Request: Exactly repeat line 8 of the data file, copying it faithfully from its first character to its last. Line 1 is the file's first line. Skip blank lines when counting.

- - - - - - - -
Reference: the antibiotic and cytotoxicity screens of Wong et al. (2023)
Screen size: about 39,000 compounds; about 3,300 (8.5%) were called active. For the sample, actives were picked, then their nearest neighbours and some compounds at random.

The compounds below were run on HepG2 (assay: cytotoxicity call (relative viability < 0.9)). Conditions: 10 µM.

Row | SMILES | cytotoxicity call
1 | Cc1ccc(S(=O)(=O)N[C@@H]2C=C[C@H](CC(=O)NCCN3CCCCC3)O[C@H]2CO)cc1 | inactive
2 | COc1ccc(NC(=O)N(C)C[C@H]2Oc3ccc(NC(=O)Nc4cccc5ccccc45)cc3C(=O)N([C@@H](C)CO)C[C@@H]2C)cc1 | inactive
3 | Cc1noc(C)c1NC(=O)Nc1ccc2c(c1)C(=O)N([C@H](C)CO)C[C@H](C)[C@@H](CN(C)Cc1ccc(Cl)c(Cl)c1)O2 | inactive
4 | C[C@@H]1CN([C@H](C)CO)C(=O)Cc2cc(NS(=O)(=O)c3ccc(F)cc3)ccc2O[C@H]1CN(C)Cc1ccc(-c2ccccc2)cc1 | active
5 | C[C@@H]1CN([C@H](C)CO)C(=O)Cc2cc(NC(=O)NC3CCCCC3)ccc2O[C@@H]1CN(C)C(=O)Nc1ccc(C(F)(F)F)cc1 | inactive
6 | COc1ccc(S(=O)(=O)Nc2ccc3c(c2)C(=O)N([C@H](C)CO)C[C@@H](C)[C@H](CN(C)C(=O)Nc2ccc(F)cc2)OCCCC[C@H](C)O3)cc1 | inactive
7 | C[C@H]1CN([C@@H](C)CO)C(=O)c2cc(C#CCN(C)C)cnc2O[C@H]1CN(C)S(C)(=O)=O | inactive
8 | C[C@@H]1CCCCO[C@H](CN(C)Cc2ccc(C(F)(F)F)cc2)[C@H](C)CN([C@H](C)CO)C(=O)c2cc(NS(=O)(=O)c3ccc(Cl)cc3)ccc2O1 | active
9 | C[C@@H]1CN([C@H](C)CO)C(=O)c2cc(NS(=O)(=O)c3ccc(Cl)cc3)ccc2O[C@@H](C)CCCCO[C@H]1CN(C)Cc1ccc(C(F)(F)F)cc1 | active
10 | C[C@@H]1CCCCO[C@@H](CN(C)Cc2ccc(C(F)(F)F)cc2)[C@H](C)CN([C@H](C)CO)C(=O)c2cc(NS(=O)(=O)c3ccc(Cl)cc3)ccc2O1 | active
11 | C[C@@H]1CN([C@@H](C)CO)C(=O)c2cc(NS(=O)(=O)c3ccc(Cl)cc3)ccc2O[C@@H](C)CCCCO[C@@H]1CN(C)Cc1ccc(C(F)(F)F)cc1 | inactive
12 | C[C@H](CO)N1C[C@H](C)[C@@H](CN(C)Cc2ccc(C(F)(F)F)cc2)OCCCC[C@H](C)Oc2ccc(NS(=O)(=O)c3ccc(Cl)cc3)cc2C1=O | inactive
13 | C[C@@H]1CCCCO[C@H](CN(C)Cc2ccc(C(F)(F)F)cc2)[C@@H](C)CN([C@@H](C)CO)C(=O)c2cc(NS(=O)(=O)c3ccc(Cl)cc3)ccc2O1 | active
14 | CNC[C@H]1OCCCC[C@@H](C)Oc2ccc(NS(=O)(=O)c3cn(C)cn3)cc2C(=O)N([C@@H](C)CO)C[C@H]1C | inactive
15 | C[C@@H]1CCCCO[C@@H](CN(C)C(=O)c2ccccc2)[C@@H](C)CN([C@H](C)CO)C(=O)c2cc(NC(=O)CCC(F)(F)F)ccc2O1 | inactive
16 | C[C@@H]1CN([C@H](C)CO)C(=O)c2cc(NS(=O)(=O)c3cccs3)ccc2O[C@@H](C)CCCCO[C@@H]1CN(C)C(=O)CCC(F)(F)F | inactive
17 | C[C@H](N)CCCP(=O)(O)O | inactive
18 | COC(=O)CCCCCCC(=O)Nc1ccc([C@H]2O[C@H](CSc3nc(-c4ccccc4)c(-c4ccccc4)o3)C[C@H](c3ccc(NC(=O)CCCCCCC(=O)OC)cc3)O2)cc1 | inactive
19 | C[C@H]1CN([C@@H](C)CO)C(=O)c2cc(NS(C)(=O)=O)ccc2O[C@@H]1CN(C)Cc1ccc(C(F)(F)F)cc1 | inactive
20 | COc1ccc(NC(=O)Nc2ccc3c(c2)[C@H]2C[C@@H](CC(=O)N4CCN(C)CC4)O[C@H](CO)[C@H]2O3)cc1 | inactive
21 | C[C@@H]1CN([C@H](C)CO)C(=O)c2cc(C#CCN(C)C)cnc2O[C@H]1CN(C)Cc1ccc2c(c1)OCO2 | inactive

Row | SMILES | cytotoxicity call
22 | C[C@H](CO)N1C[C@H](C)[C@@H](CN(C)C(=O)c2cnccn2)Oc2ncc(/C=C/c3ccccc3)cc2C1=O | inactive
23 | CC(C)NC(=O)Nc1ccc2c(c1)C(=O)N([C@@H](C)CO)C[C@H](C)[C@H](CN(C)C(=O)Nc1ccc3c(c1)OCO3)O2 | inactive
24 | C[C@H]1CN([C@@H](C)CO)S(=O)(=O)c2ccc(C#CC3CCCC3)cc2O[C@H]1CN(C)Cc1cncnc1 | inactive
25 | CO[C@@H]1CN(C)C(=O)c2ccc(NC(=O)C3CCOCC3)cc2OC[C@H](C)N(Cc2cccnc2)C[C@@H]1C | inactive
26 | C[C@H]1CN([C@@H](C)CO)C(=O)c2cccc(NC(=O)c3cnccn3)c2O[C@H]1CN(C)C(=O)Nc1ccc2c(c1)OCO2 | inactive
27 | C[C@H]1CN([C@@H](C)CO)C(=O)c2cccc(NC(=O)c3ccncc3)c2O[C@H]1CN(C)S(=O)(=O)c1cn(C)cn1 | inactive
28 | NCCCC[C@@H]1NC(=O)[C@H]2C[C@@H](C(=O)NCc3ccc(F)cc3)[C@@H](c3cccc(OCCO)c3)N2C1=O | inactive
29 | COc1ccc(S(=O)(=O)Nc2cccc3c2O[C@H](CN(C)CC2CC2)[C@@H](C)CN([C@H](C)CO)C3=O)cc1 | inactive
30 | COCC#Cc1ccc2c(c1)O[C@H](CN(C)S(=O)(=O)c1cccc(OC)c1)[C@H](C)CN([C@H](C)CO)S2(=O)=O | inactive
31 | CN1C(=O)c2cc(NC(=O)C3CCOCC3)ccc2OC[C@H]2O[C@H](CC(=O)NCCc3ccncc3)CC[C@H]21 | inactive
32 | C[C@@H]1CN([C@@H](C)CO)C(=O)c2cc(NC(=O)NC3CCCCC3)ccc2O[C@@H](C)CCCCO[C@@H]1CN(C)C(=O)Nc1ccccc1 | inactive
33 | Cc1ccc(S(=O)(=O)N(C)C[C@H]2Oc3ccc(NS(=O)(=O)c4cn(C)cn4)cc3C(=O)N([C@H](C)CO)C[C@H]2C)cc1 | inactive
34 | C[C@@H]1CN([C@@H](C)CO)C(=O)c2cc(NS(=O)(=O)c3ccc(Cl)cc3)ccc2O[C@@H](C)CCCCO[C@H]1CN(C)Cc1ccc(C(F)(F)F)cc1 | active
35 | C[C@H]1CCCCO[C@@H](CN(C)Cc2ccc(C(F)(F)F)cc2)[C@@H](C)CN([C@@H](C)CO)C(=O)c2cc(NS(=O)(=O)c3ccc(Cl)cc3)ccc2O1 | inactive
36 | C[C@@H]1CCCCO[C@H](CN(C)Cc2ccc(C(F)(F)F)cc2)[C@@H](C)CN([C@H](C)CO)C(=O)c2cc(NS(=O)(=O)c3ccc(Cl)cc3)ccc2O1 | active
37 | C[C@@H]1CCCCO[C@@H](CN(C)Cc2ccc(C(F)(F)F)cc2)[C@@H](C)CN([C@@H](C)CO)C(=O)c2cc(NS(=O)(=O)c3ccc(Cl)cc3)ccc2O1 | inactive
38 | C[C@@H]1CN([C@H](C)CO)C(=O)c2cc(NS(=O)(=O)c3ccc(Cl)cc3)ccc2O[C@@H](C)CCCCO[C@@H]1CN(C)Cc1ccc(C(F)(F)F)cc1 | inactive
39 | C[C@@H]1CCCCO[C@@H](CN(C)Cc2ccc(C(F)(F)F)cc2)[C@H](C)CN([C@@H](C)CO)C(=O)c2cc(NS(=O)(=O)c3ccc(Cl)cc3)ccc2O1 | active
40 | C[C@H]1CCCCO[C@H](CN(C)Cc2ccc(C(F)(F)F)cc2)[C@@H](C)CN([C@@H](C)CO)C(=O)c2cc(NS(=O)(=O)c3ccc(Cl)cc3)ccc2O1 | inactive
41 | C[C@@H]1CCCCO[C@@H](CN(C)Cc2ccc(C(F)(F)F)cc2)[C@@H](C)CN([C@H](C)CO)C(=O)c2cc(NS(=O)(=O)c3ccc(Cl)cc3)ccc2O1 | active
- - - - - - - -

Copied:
4 | C[C@@H]1CN([C@H](C)CO)C(=O)Cc2cc(NS(=O)(=O)c3ccc(F)cc3)ccc2O[C@H]1CN(C)Cc1ccc(-c2ccccc2)cc1 | active